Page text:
Dallas Jail-DMN & DOJ Report
11:14 PM CDT on Monday, July 21, 2008
The five-person team visited the jails during the first week in April and documented nagging problems in two 40-page reports filed as part of a federal lawsuit against Dallas County to force improvements in jail health care, sanitation and fire safety.
County commissioners are expected to discuss the report today in a closed session.
Many of the deficiencies noted were first pointed out in a scathing 2006 U.S. Justice Department report that said jail conditions contributed to the death and injury of numerous inmates and placed others at risk of serious harm.
The low marks, while not posing immediate consequences for the county, signal possible trouble in gaining elusive state jail certification. Commissioners say they’re confident the jails will meet all state standards by September.
Among the biggest problems noted in the latest monitoring report filed last week in federal court was that inmates with health problems weren’t seeing doctors fast enough. The report also said that inmates, especially those with chronic diseases, weren’t receiving prompt follow-up care.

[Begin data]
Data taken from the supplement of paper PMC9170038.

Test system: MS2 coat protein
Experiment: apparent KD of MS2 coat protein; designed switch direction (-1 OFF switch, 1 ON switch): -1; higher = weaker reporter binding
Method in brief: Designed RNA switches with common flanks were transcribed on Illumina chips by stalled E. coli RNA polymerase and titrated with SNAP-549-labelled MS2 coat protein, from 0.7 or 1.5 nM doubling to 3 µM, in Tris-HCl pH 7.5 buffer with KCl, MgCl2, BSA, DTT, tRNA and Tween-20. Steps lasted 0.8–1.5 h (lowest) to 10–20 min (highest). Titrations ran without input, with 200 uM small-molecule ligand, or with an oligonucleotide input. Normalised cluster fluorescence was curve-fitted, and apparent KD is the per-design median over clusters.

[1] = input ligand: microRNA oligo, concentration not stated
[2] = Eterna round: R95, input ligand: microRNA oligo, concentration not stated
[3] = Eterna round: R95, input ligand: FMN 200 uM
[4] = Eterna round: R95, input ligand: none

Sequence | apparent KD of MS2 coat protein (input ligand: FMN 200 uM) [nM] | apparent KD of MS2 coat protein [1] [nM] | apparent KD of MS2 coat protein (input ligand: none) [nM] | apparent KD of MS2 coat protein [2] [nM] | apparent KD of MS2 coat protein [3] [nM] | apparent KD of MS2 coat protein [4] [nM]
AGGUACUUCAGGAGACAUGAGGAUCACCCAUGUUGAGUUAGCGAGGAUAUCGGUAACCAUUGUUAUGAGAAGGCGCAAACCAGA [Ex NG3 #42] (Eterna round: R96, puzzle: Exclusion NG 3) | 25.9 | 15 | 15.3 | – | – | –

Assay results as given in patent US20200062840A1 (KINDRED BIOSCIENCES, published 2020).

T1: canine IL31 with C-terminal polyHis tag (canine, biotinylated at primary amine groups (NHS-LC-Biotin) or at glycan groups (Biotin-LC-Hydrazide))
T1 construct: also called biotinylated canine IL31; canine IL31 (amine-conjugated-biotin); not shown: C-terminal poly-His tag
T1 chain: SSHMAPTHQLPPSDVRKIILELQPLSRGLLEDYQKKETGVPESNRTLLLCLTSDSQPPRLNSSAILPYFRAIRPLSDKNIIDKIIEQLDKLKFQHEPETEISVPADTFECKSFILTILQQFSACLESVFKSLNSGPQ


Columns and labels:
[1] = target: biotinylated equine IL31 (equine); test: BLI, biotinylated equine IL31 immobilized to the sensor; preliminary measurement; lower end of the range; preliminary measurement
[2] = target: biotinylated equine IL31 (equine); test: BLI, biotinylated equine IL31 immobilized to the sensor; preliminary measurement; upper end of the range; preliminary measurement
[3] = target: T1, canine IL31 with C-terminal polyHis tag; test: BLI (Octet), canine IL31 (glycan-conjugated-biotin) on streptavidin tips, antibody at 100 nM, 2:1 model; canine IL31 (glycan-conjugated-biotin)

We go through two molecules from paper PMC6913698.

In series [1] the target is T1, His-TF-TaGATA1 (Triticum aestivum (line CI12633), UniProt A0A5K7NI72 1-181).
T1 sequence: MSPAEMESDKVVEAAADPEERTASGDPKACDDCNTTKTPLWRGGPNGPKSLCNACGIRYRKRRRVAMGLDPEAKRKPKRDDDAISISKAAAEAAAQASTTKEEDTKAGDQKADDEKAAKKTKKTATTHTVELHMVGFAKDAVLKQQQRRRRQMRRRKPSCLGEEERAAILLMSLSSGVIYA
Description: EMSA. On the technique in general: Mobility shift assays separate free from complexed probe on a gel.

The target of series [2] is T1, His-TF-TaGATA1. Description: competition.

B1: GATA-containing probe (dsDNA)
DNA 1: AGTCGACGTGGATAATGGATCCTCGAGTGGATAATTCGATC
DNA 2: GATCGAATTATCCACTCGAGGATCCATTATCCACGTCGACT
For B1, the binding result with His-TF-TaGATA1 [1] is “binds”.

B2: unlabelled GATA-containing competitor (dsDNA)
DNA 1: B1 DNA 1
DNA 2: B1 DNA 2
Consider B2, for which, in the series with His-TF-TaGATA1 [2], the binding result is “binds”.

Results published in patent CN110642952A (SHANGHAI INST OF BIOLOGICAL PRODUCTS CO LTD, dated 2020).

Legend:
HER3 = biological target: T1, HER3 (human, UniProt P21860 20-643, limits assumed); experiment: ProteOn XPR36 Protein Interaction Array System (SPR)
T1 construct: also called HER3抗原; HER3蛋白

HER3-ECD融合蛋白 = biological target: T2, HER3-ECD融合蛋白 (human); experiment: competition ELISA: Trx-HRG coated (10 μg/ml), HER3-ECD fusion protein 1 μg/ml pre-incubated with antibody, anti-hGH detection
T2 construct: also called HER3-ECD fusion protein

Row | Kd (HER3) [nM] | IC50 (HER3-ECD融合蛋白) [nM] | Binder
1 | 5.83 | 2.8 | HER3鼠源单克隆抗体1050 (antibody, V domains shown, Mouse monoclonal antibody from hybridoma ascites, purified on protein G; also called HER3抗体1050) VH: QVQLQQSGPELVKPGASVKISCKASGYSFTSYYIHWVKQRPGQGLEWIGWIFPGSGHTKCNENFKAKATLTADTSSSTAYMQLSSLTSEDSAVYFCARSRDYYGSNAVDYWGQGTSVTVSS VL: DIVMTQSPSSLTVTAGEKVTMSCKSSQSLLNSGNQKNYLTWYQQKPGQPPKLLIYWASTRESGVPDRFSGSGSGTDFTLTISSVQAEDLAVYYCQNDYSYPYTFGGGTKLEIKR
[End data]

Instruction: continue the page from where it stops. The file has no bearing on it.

Lack of an adequate jail infirmary and mental health facilities was cited among the biggest underlying problems.
Some inmates’ serious medical conditions got worse because the problems weren’t discovered at the initial screening or because inmates weren’t seen fast enough after screening, the report said.
“Many remaining issues relate to the ability to track patients, schedule patients and ensure that medical documents are in the electronic record,” the report said.
In one example cited, an inmate arriving at one of the jails told the medical staff he had a broken finger. A clinician saw the inmate the following day, but he didn’t receive appropriate evaluation and follow-up. The inmate’s diagnosis – a fractured finger – came six weeks later and required surgery to repair a poorly healed bone, the report said.
Another inmate who arrived with a history of tuberculosis was sent to the infirmary for evaluation. But no other clinical notes were found regarding the evaluation.
Few inmates had an examination within 14 days of arrival, the report said.
Commissioner John Wiley Price said he’s pleased with what the county has been able to accomplish in only three years, given what he described as 19 years of neglect.
“It didn’t get this way overnight, and it’s not going to get repaired overnight,” he said. “When you’ve seen where we’ve come from, the report speaks to what we’ve done in a short time.”
Sheriff Lupe Valdez, whose department manages the jails, said in a written statement that since the inspectors’ visit, “we have made significant progress” and moved “beyond the issues that were outlined in the report.”
Allen Clemson, the Commissioners Court administrator, said the quality of care in the jails is “outstanding” and better than any jail in the state.
“There will continually be issues. You’ll never be able to get it to 100 percent,” he said.
County officials signed an agreed order last year with the federal government that spells out what the county must do to improve sanitation and medical and mental health services in its jail system.